Let me give you an example.
My LinkedIn expert friends recommend every freelance copywriter get a Business Plus account. If paid in one yearly payment of $576, your investment would equal about $48 per month. [Editor’s note: LinkedIn’s Premium price may vary, and they occasionally offer specials.]
Sounds expensive, right?
I signed one client recently, relying heavily on my LinkedIn profile. That client pays me $800 per month — every month — on retainer. Let's break that down to its core value.
One month's work for that one client pays an entire year of my LinkedIn investment, with $224 left over. Just one month!
The rest of the year is free money, as far as my LinkedIn account is concerned.
My first client that came directly from LinkedIn paid me $200 per month for two and a half years. That’s $6,000!
I see way too many aspiring copywriters try to nickel and dime their way to success. Not going to happen.
When it comes to real results, quality trumps cheap almost every time.
It's the same with your LinkedIn profile. Build it with the free account. But when you're ready to rock and roll, upgrade to premium for optimal results.
In just a moment, we're going to look at the first elements of a rock star profile. I'll show you what to include, what to leave out, and what not to do when building your profile.
In the meantime, if you don't have a LinkedIn profile, sign up for the free account here. You'll use it to build your page. And if you do have one, but haven't visited it for a while, log in, look around, and get familiar with the moving parts.
I can guarantee you after applying the four steps you’ll get in this article, your LinkedIn "office" won't look the same. You'll start decorating it with… clients.
Step 1: Build a Search-Friendly LinkedIn Header
We're going to start building your powerful LinkedIn profile, beginning with the header section.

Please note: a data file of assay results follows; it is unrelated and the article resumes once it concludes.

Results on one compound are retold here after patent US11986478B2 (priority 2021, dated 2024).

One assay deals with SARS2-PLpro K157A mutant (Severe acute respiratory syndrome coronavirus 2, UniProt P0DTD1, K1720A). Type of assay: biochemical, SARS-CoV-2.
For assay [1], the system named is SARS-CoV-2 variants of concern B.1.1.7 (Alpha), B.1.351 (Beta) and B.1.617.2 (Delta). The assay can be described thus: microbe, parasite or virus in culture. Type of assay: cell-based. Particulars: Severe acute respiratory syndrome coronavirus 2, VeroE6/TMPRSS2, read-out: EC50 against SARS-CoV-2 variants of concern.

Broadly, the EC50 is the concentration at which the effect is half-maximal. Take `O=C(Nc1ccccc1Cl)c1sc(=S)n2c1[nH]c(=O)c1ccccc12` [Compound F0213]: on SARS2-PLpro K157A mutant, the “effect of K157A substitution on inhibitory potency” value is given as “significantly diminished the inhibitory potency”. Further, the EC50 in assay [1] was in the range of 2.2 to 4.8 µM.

Some of the header copy may already be filled out with information you supplied when you created your free LinkedIn account. Don't worry… it's easily changed.
In fact, you'll want to edit your LinkedIn profile frequently. It should be a living document. Your profile can be one of your most important self-marketing tools… if you work at it.
I've seen many people let their profiles stagnate, often for years. Maybe they're happy where they are and don't feel the need to update their information, or maybe they don’t realize the advantage of being active on LinkedIn. I've talked to many people who don't even remember their login password!
Whether you're a freelancer marketing your services or have a 9-to-5 job, keeping your profile updated is important. LinkedIn profiles that change get noticed.
That brings us to a question that needs to be addressed before we start in on the header section. I know you're raring to get started. I get that. But…
You need to answer this first.
What is the Purpose of Your LinkedIn Profile?
Before you can map out a journey, you need to know the destination.
Having a destination will help you determine the best route. And it helps you decide what you need to take along. Your LinkedIn profile is no different. To build the most effective profile possible, you should determine where you're going, what route you want to take, and what tools will help you get there.
If you've selected a niche, it's easier to fill out the profile because you know what to say to your prospects. You'll have a good idea of the words they'll use in LinkedIn search to find you.
If you haven't selected a writing niche, you can still create a good profile. It just helps if you already have one picked out. But, remember that if you do have a niche, you're not locked in for life. If you go another route, you can easily adjust your profile to fit.